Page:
Elizabeth Bernstein is the latest among several columnists worrying that her online social network might destroy her real-life one, with complete disregard for the illogic of that.
I think blaming Facebook for the fact that you or your friends may not take the time to actually meet is a particularly grand abdication of personal responsibility, even for a time that has made that into a fine art. And about the people who don't have time to keep in touch but have the time to update their pages - well, if they didn't want to call you, they would have found other things to do anyway.
The example in the article of someone being upset at being de-friended by his ex is just bizarre – isn’t that the natural thing to do when you’ve just ended a relationship? I’ve hit the “remove friend” button to celebrate far smaller endings! A jiltee keeping too close an eye on the activities of the jilter and other kinds of stalkers are not new. Going online is just another way of doing it. As for intrusion, you can choose not to see people’s quiz results or photo albums and who gets to see what on your page. You’re not really at the mercy of anything, so all the angst is a little overdone.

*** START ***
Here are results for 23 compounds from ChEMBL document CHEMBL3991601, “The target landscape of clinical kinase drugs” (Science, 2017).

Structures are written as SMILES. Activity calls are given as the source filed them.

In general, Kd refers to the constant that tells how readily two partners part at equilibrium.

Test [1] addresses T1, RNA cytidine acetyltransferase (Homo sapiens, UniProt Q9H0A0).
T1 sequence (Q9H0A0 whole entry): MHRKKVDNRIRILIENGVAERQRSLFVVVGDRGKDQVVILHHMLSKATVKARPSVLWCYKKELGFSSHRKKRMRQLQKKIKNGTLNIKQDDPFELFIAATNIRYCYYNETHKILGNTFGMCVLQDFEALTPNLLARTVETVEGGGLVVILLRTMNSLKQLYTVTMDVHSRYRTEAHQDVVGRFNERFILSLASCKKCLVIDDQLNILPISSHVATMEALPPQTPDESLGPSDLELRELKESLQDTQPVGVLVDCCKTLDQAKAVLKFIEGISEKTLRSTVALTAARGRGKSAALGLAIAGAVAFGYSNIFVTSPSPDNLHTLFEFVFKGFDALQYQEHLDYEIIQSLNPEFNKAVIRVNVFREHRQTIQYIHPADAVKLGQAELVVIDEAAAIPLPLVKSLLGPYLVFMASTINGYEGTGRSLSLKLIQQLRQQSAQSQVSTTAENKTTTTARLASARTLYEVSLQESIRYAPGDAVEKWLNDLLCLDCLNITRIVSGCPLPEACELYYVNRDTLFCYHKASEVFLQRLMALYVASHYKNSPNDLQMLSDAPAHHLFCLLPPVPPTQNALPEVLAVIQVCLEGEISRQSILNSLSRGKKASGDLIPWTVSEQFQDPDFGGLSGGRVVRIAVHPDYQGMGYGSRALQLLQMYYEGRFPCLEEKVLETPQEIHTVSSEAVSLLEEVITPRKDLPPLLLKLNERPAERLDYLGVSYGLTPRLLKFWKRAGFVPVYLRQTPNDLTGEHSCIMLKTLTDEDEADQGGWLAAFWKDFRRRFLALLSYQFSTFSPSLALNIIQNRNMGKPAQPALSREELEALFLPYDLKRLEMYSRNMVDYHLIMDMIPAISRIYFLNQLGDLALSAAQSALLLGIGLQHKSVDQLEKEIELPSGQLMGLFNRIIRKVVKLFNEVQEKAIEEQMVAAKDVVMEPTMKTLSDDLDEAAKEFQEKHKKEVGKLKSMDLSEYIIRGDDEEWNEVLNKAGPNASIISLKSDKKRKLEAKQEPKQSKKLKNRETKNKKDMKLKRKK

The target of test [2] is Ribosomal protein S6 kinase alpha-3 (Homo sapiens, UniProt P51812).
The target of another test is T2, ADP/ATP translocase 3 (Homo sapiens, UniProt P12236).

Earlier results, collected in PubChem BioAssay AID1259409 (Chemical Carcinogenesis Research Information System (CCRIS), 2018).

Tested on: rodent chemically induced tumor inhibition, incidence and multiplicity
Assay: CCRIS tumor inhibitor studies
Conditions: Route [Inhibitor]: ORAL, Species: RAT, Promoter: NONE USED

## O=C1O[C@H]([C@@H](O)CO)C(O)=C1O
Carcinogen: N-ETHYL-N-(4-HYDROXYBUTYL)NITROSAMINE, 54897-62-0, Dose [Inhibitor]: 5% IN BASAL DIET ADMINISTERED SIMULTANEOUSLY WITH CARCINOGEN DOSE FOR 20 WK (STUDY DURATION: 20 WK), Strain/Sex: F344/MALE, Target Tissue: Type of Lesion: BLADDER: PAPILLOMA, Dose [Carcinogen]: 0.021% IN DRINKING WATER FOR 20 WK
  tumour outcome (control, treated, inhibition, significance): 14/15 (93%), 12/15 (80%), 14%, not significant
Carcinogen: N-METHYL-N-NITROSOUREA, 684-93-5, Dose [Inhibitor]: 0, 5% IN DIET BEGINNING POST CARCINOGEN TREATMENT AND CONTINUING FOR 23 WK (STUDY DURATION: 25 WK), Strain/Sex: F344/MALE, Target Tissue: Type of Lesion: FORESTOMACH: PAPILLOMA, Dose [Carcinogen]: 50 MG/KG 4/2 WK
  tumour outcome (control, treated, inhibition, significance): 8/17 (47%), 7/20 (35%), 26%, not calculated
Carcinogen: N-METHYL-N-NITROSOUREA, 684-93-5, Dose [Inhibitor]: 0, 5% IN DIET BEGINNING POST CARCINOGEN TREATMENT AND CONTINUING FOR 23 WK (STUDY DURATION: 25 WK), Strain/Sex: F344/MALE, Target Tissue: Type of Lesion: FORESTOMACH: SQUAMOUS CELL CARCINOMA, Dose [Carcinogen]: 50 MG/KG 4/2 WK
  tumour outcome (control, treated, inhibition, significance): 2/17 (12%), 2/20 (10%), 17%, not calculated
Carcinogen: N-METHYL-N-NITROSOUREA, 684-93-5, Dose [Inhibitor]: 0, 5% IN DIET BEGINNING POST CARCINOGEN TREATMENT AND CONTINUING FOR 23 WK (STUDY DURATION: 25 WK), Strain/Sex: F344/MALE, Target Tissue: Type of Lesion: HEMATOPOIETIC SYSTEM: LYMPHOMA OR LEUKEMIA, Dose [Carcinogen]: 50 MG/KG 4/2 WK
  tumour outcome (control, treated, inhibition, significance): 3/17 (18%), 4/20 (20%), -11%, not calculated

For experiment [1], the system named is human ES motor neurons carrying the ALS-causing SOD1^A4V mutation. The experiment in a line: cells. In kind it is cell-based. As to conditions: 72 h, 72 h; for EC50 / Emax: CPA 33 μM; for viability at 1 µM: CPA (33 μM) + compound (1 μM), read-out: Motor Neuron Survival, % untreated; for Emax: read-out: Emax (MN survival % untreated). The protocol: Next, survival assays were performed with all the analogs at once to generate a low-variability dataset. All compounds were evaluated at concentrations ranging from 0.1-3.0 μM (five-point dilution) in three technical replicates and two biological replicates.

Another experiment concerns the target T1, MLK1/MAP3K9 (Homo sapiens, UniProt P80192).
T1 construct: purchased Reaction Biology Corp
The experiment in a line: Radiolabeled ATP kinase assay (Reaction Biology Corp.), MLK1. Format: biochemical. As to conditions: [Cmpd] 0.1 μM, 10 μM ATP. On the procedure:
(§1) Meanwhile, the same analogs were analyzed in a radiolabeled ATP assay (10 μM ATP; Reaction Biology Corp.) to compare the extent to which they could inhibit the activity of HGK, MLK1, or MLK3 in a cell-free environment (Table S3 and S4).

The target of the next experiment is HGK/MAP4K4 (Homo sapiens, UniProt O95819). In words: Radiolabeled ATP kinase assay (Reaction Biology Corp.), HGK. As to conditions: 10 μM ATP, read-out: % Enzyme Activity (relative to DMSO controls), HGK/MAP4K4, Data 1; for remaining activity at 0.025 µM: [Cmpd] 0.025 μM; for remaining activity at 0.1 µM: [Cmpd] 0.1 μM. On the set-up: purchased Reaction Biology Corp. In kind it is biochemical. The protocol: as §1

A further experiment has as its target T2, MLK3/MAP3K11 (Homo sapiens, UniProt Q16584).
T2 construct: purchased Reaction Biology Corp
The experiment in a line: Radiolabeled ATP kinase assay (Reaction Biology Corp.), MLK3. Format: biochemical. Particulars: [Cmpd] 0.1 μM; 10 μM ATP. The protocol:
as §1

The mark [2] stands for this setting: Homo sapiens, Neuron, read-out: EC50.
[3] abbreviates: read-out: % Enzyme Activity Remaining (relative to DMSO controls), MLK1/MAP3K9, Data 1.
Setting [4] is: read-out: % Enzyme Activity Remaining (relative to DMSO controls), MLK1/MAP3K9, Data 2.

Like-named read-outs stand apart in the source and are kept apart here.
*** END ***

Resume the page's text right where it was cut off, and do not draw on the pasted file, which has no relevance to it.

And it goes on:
One of the points in the article is that people can get more aggressive and indiscriminate when they’re typing than they would face-to-face. This is true in some cases, but it’s also worth noting that someone whose social abilities break down before a keyboard probably didn’t have too many of those to begin with. The couple who bickers on an FB wall are likely to do so in your living room too. The person who updates his status with flossing details would probably also share this information to your face, as would the one who wants to talk about last night’s dream. These people were always in your life – you were forced to listen to them at work, in the supermarket, at the bus stop, on the train, in the gym, lift or lobby. Now you also hear them online. The difference is that you’re free to ignore the status updates. In fact, if you didn’t log on every thirty seconds, you wouldn’t even have to know they’re there.
FB probably doesn’t bother me because I have a stunted social conscience and tend to turn off social contact like a tap when I’ve had enough of it. But apart from that, I frankly enjoy it! When your siblings are scattered around the world and your closest friends are far away, Facebook is a magic window. I’m at a point in my life where most of my preferred phone numbers have area codes and time zones. I can’t make an international call just to tell someone what someone else said this morning, nor is sharing everyday trivialities over email a good idea. It’s the worst thing about long-distance relationships, a hollowness that comes of never having enough small things to fill it. To me, this is what the status update, wall post or photo comment is about.
Perhaps the reason Facebook inspires so much love-hate press is because - ironically - it's a pretty accurate representation of our "real" social world, and it makes us uncomfortable to see it in all its ugliness.
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